Garrison Keillor calls firing 'poetic irony' in new statement
Humorist Garrison Keillor is speaking out about his firing from Minnesota Public Radio for “inappropriate behavior.”
Keillor issued a statement on his website that called his dismissal “poetic irony” and hinted there was more to the story than what his bosses had heard.
“I am deeply grateful for all the years I had doing A Prairie Home Companion and The Writer’s Almanac, the summer tours, the outdoor shows at Tanglewood and Wolf Trap, the friendships of musicians and actors, the saga of Lake Wobegon, the songs and sketches, Guy Noir, Dusty & Lefty, the sheer pleasure of standing in the warmth of that audience,” the author wrote. “A person could not hope for more than what I was given. I’ve been fired over a story that I think is more interesting and more complicated than the version MPR heard. Most stories are. It’s some sort of poetic irony to be knocked off the air by a story, having told so many of them myself, but I’m 75 and don’t have any interest in arguing about this. And I cannot in conscience bring danger to a great organization I’ve worked hard for since 1969. I am sorry for all the poets whose work I won’t be reading on the radio and sorry for the people who will lose work on account of this. But my profound feeling is that of gratitude, especially to my wife Jenny, and for this painful experience that has brought us even closer together.”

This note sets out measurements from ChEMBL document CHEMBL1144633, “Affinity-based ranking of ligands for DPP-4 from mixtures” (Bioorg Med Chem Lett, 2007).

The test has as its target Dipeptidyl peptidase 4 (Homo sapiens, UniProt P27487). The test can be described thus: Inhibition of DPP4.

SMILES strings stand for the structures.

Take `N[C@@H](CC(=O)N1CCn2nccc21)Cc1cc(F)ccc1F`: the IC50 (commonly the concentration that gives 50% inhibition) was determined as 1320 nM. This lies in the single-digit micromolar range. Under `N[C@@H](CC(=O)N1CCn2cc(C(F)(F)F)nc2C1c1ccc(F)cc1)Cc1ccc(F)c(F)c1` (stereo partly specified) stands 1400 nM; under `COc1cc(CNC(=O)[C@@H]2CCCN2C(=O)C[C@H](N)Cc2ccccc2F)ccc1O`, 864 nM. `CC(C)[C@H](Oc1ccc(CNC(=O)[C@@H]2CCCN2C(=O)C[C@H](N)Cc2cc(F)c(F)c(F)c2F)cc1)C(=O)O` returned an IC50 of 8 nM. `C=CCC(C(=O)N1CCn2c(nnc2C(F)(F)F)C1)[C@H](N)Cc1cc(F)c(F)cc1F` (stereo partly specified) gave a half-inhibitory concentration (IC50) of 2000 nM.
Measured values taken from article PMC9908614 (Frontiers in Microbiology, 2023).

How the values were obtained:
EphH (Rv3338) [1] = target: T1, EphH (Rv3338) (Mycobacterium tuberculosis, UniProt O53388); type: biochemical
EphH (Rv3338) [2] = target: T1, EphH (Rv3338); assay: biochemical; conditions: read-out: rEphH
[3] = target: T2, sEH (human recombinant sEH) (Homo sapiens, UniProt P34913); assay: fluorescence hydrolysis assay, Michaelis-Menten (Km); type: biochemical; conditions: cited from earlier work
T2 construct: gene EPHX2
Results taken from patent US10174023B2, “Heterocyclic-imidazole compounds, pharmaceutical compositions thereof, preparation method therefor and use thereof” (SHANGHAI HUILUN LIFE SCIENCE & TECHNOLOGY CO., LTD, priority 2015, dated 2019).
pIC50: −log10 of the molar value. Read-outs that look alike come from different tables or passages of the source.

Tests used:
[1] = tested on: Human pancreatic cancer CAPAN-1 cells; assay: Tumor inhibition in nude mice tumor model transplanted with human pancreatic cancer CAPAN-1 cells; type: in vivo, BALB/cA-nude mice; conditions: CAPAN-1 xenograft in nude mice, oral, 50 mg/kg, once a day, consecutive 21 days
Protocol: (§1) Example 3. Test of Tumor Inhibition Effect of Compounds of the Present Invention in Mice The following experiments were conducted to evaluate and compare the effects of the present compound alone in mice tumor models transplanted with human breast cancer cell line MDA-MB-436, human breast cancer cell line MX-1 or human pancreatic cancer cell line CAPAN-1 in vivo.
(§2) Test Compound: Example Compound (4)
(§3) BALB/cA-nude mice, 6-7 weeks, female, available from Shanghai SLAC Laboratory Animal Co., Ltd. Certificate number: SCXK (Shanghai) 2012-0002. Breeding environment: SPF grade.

Keillor also broke the news of his dismissal himself in an email to the Associated Press. Minnesota Public Radio later confirmed the news via Twitter, writing, “Minnesota Public Radio is terminating its contracts with Garrison Keillor and his private media companies after recently learning of allegations of his inappropriate behavior with an individual who worked with him.”
The Star Tribune added a bit more detail earlier Wednesday, saying Keillor explained to the paper, “I put my hand on a woman’s bare back. I meant to pat her back after she told me about her unhappiness and her shirt was open and my hand went up it about six inches. She recoiled. I apologized. I sent her an email of apology later and she replied that she had forgiven me and not to think about it. We were friends. We continued to be friendly right up until her lawyer called.”
Keillor also told the paper: “Getting fired is a real distinction in broadcasting and I’ve waited fifty years for the honor. All of my heroes got fired. I only wish it could’ve been for something more heroic.”
Keillor has loomed large in popular culture for decades as a distinguished voice actor, author, and radio host. His show, A Prairie Home Companion, launched in 1974 and ran Saturday evenings, distinguished for its wry humor and popular musical guests. He stepped down from hosting duties last year, but remained attached to MPR as a producer on The Writer’s Almanac for syndication. He’s a recipient of the Peabody Award and the National Humanities Medal, and was inducted into the National Radio Hall of Fame in 1994.